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A successful music career does not happen overnight. Patience, tenacity, openness to criticism and even some failure are required to clarify your goals and make them a reality. According to Jack Hanson, here are five essential practices to think about as you lay the groundwork for long-term success in the music industry.

Stay Up to Date

The music industry is ever-changing. This is just as important for music industry professionals as it is for musicians. To land a job in licensing, product design, or marketing at a company like Spotify or Apple, you’ll need to be able to speak about the changes driving the industry’s growth.

Network with Others in the Industry

Every year, the Berklee Career Jam brings industry leaders to campus. Developing a career and a personal brand in the music industry necessitates honing your ability to form and maintain mutually beneficial relationships.

Invest in your future by participating in internships and working on campus.

Experience is something that the music industry values highly. Internships and on-campus jobs are two ways to impress potential employers. Internships are a fantastic way to test out career options, develop skills, and gain insight into the work and lifestyle of an industry professional.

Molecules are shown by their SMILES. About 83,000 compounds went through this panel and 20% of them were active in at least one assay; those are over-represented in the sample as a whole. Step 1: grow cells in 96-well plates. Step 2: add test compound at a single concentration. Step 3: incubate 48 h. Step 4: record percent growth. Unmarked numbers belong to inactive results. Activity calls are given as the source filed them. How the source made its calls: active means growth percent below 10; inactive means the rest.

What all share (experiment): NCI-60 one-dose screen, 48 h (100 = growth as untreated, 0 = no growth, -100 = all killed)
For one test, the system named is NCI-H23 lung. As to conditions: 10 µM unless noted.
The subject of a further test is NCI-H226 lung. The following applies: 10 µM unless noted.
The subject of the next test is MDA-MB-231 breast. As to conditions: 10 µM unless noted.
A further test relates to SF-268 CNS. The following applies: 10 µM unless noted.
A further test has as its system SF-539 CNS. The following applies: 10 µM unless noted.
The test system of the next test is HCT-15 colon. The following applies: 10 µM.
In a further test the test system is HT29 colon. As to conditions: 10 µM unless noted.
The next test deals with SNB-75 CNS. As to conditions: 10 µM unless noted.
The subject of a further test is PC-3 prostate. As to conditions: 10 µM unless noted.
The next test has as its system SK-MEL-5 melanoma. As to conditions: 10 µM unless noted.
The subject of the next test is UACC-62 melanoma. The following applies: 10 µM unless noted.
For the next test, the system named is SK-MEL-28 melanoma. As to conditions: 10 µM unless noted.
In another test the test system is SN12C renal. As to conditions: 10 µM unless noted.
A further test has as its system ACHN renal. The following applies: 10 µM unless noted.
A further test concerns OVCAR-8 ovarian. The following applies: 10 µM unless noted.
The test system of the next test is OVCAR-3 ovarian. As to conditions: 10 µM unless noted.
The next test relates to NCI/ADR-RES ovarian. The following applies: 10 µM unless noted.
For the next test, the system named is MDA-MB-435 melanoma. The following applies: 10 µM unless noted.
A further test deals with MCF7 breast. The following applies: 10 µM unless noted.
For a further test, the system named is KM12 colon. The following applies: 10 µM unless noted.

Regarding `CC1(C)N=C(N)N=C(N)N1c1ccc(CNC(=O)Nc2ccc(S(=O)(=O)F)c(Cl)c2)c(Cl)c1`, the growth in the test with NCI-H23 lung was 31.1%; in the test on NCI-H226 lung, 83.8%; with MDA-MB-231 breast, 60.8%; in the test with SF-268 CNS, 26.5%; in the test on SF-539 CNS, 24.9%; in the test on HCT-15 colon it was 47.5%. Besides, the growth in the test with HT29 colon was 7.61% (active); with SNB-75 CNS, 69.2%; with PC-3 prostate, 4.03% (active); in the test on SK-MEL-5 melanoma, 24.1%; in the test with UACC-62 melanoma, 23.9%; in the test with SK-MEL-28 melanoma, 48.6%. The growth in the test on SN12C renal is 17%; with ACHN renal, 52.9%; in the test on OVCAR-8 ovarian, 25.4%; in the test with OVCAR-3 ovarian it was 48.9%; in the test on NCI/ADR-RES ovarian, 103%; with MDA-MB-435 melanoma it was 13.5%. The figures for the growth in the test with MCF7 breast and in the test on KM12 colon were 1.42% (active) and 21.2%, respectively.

Recognize Your Competitive Advantage

Your skillset is extensive. Take stock of your experience and what sets you apart from the crowd. You’ll need a carefully crafted pitch that tells the world who you are while emphasizing your unique combination of skills, experience, and presence- Jack Hanson. You’ll also have strong project management abilities.

Maintain Your Agility

In the music and entertainment industry, there is no predefined path from A to Z. There is no guarantee that you will earn a certain salary, land a job that will last a lifetime, or strike a deal right away. It’s best to recognize and accept this now. However, your dedication to success in this business has the potential to make an impact and be rewarding. You must learn to be agile and comfortable pivoting from opportunity to opportunity, and you may even need to take on a non-music lifeline job to support yourself, a significant other, or a family.

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